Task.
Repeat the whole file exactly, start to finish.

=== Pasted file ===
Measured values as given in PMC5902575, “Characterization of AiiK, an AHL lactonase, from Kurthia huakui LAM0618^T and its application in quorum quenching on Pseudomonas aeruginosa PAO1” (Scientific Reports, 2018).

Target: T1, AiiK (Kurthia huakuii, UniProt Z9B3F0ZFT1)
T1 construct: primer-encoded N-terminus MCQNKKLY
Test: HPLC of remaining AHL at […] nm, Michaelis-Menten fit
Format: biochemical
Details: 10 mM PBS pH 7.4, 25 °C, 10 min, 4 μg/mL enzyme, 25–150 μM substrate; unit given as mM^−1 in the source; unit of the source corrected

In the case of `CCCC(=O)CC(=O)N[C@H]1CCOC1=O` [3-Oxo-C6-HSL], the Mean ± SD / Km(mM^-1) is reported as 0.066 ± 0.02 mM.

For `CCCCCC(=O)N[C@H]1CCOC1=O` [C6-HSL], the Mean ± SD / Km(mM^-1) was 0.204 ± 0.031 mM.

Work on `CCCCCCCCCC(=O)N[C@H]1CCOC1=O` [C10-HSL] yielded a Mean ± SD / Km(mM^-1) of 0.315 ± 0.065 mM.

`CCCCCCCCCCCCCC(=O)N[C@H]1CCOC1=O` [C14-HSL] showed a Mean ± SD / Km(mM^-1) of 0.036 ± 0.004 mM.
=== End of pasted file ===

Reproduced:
Measured values as given in PMC5902575, “Characterization of AiiK, an AHL lactonase, from Kurthia huakui LAM0618^T and its application in quorum quenching on Pseudomonas aeruginosa PAO1” (Scientific Reports, 2018).

Target: T1, AiiK (Kurthia huakuii, UniProt Z9B3F0ZFT1)
T1 construct: primer-encoded N-terminus MCQNKKLY
Test: HPLC of remaining AHL at […] nm, Michaelis-Menten fit
Format: biochemical
Details: 10 mM PBS pH 7.4, 25 °C, 10 min, 4 μg/mL enzyme, 25–150 μM substrate; unit given as mM^−1 in the source; unit of the source corrected

In the case of `CCCC(=O)CC(=O)N[C@H]1CCOC1=O` [3-Oxo-C6-HSL], the Mean ± SD / Km(mM^-1) is reported as 0.066 ± 0.02 mM.

For `CCCCCC(=O)N[C@H]1CCOC1=O` [C6-HSL], the Mean ± SD / Km(mM^-1) was 0.204 ± 0.031 mM.

Work on `CCCCCCCCCC(=O)N[C@H]1CCOC1=O` [C10-HSL] yielded a Mean ± SD / Km(mM^-1) of 0.315 ± 0.065 mM.

`CCCCCCCCCCCCCC(=O)N[C@H]1CCOC1=O` [C14-HSL] showed a Mean ± SD / Km(mM^-1) of 0.036 ± 0.004 mM.